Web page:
Belfast Telegraph

The hunt goes on as 1,600 attend employment fair

By Anne Madden

More than 1,600 people poured into the Ulster Hall yesterday, not looking to be entertained but simply looking for a job.

The Job Fair and Advice Forum was organised by five Local Employment Intermediary Service (LEMIS) providers in Belfast and was sponsored by the Department for Employment and Learning (DEL).

The event attracted a mix of young and old seeking a job or a new career.

Major employers such as Tesco, Belfast City Council and the Merchant Hotel attracted queues of people. But just 17 out of the 49 stalls were employers, with the vast majority of exhibitors careers advisers and support organisations.

The employment opportunities reflected the reality of the job market in Northern Ireland, with the fair dominated by the hospitality, care, administrative, call centre, retail and security sectors.

Peter Nelson (23), from Belfast, has been unemployed since he left Belfast Metropolitan College in May last year.

“I have applied for tonnes of jobs, most of them don’t even reply,” he said. “I was studying civil engineering but went off it and have been trying to get into IT. I have been doing the Steps to Work programme at the job centre which has been good to help you with interview preparation and gives you confidence.”

Psychology graduate, Caoimhe Hughes, has been working as a waitress in Armagh since she qualified in 2010.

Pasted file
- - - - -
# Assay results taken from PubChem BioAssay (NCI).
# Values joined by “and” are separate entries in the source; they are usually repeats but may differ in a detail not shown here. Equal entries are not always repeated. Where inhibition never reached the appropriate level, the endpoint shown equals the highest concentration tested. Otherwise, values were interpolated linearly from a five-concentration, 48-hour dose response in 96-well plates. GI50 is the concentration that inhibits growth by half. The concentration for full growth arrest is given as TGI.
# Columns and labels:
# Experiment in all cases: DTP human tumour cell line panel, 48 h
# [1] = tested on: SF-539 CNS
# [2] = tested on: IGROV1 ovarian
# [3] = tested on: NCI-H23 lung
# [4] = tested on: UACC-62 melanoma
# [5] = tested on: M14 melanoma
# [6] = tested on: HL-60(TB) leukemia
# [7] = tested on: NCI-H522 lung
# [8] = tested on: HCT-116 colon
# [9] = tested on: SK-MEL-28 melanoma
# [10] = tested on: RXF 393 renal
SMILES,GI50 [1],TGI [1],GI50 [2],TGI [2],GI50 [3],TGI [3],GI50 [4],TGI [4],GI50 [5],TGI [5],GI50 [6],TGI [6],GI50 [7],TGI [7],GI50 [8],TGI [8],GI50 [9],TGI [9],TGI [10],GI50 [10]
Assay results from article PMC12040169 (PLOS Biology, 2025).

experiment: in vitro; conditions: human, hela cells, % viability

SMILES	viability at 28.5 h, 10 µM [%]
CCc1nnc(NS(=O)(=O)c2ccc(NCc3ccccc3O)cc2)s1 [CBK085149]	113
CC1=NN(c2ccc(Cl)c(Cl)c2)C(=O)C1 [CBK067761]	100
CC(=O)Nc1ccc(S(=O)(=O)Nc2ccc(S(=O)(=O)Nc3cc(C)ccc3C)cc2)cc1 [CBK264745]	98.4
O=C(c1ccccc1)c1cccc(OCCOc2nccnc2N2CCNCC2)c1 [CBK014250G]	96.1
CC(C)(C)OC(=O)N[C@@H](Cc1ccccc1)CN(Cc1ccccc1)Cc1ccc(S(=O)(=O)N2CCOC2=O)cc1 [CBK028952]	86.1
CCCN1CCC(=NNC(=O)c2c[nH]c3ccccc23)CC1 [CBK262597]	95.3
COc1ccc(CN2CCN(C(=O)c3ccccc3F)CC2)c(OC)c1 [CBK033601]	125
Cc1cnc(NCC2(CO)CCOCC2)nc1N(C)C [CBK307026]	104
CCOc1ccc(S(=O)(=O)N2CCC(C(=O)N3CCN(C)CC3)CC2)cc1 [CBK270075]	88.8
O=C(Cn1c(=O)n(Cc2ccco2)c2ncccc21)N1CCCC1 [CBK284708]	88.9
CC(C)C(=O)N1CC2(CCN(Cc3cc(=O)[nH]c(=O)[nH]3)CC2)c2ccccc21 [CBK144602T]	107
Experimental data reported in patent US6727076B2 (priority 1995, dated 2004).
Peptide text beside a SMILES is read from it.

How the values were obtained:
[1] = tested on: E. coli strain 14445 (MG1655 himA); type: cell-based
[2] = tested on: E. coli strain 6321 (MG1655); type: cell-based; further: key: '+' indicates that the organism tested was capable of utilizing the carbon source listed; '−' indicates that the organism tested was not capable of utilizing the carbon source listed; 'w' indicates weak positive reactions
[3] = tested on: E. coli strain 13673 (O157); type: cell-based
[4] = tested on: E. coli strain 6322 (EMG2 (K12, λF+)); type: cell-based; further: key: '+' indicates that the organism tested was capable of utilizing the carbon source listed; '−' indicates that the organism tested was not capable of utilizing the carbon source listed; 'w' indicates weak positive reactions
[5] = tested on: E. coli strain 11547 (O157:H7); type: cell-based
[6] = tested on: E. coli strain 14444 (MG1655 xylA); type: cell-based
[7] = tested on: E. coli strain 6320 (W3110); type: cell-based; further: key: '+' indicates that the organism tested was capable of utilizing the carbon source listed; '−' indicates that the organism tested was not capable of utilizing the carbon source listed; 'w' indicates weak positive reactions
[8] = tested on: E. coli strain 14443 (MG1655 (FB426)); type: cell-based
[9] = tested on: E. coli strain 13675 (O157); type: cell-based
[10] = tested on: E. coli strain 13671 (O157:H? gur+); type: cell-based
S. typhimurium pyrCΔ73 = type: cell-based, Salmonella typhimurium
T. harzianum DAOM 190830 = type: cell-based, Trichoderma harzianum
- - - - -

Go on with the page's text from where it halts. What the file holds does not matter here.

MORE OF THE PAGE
“I would like to do teaching but getting onto a course is so competitive in Northern Ireland,” she said. “My computer is full of job applications, I would say I’ve applied for hundreds of jobs since university.”

Even getting a part-time job has proved difficult for one mother-of-three who needs to get a job that fits around the school day.

Victoria McGuinness (41), who is originally from New York, said: “There seems to be more full-time work available. I’ve applied for 25 jobs this year and got two interviews. At one interview I was told there were several hundred applicants for a part-time job as a receptionist for Specsavers.”

One care and residential home employer, the St John of God Association, were recruiting staff for a new residential home in west Belfast.

By lunchtime yesterday manager Cormac Coyle had given out 35 forms for 20 jobs, with positions ranging from £6.70 to £8.70 per hour.

“We provide residential care for older people and adults with learning difficulties, as well as domiciliary care and supported housing,” he said.

“We have had a lot of interest today.”

One of the most popular stands, Tesco, said it offered a new flexi-type contract which allowed people to work a range of hours.

“We are one of the biggest employers in Northern Ireland, with roughly 9,000 staff,” said the Tesco exhibitor.

Two young men from Belfast’s Short Strand, Gareth McCann (20) and Colm Johnson (16), discussed job prospects at Tesco.

But while Gareth said he was keen to get a job in Tesco, he didn’t want to be there forever.

“I’ve worked in another supermarket chain and heard Tesco was better,” he said.

“I’d take a job anywhere in Belfast but it is just a job for now.”

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